MMM-QSAR recognition of ribonucleases without alignment: Comparison with an HMM model and isolation from Schizosaccharomyces pombe, prediction, and experimental assay of a new sequence

Guillermín Agüero-Chapín, Humberto González-Díaz, Gustavo De La Riva, Edrey Rodríguez, Aminael Sánchez-Rodríguez, Gianni Podda, Roberto I. Vazquez-Padrón

Research output: Contribution to journalArticle

46 Scopus citations

Abstract

The study of type III RNases constitutes an important area in molecular biology. It is known that the pac1+ gene encodes a particular RNase III that shares low amino acid similarity with other genes despite having a double-stranded ribonuclease activity. Bioinformatics memods based on sequence alignment may fail when there is a low amino acidic identity percentage between a query sequence and others with similar functions (remote homologues) or a similar sequence is not recorded in the database. Quantitative structure-activity relationships (QSAR) applied to protein sequences may allow an alignment-independent prediction of protein function. These sequences of QS AR-like methods often use 1D sequence numerical parameters as the input to seek sequence-function relationships. However, previous 2D representation of sequences may uncover useful higher-order information. In the work described here we calculated for the first time the spectral moments of a Markov matrix (MMM) associated with a 2D-HP-map of a protein sequence. We used MMMs values to characterize numerically 81 sequences of type III RNases and 133 proteins of a control group. We subsequently developed one MMM-QSAR and one classic hidden Markov model (HMM) based on the same data. The MMM-QSAR showed a discrimination power of RNAses from other proteins of 97.35% without using alignment, which is a result as good as for the known HMM techniques. We also report for the first time the isolation of a new Pac1 protein (DQ647826) from Schizosaccharomyces pombe strain 428-4-1. The MMM-QSAR model predicts the new RNase III with the same accuracy as other classical alignment methods. Experimental assay of this protein confirms me predicted activity. The present results suggest that MMM-QSAR models may be used for protein function annotation avoiding sequence alignment with the same accuracy of classic HMM models.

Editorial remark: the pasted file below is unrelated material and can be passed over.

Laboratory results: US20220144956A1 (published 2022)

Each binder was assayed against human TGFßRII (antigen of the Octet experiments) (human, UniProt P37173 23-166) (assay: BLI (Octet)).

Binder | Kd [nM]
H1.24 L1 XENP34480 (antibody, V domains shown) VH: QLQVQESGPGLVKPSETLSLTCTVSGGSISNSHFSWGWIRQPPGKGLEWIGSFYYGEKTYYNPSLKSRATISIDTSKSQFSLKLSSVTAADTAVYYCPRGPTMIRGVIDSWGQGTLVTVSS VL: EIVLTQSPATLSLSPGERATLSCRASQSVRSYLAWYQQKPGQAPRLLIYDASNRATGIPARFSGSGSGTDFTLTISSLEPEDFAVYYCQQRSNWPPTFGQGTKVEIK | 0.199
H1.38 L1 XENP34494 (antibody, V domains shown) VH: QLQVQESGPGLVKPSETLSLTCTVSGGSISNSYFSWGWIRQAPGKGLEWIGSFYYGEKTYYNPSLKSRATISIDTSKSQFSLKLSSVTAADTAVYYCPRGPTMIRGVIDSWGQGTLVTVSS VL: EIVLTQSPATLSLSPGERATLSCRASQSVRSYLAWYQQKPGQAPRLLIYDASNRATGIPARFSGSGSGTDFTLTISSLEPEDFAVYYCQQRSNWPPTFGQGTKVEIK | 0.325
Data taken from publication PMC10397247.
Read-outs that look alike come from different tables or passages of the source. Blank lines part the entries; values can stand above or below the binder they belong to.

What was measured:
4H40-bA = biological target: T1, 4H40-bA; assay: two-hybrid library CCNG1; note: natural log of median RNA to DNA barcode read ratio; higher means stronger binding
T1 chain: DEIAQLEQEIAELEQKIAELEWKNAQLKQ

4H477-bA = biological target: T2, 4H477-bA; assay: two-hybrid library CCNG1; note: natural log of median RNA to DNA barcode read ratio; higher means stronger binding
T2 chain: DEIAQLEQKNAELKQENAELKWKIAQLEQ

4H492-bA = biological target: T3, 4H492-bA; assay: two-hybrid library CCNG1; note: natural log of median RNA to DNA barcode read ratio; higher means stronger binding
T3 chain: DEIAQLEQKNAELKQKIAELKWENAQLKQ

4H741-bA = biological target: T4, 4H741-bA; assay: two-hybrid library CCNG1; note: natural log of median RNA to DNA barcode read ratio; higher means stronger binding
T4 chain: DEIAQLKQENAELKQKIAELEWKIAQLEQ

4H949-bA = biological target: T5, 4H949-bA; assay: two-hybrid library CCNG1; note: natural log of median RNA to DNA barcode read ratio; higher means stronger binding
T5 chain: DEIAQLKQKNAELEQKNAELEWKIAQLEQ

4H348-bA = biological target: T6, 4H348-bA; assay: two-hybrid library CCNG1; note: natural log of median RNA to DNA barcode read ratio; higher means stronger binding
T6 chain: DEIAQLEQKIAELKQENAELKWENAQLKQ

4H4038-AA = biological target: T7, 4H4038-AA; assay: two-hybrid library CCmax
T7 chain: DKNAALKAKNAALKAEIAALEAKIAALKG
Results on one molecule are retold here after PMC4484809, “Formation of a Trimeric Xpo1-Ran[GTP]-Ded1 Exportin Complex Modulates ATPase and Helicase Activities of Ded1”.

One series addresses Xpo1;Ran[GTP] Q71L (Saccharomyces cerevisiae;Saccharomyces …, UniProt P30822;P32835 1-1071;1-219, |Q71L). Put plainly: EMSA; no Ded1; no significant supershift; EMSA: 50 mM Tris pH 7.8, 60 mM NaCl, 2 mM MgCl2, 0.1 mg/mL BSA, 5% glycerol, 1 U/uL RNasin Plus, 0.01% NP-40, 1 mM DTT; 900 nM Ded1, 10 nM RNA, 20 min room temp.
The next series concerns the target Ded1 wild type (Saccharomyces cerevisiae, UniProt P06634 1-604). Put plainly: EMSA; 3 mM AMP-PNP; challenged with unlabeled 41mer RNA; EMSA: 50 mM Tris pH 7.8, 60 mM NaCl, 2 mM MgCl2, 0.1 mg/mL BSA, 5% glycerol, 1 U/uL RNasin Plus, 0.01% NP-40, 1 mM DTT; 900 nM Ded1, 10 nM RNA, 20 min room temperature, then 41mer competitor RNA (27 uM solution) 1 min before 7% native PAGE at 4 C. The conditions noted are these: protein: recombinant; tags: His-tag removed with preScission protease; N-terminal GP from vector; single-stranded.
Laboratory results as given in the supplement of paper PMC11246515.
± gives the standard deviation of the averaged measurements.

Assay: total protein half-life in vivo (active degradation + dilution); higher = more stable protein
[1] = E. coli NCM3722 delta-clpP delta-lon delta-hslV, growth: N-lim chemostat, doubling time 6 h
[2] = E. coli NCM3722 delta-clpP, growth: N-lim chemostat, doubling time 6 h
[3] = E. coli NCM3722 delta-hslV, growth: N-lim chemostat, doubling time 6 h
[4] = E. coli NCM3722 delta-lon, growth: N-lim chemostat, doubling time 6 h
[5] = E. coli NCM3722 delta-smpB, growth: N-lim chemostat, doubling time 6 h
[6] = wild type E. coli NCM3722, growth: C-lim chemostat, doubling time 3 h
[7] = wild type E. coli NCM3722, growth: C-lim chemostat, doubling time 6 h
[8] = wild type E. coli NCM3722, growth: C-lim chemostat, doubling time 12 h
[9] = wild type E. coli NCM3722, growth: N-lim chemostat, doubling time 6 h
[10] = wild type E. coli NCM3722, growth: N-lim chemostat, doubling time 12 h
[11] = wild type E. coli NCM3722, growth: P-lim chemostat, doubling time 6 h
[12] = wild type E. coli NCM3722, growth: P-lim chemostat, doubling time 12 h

Original languageEnglish (US)
Pages (from-to)434-448
Number of pages15
JournalJournal of Chemical Information and Modeling
Volume48
Issue number2
DOIs
StatePublished - Feb 1 2008
Externally publishedYes

ASJC Scopus subject areas

  • Chemistry(all)
  • Chemical Engineering(all)
  • Computer Science Applications
  • Library and Information Sciences

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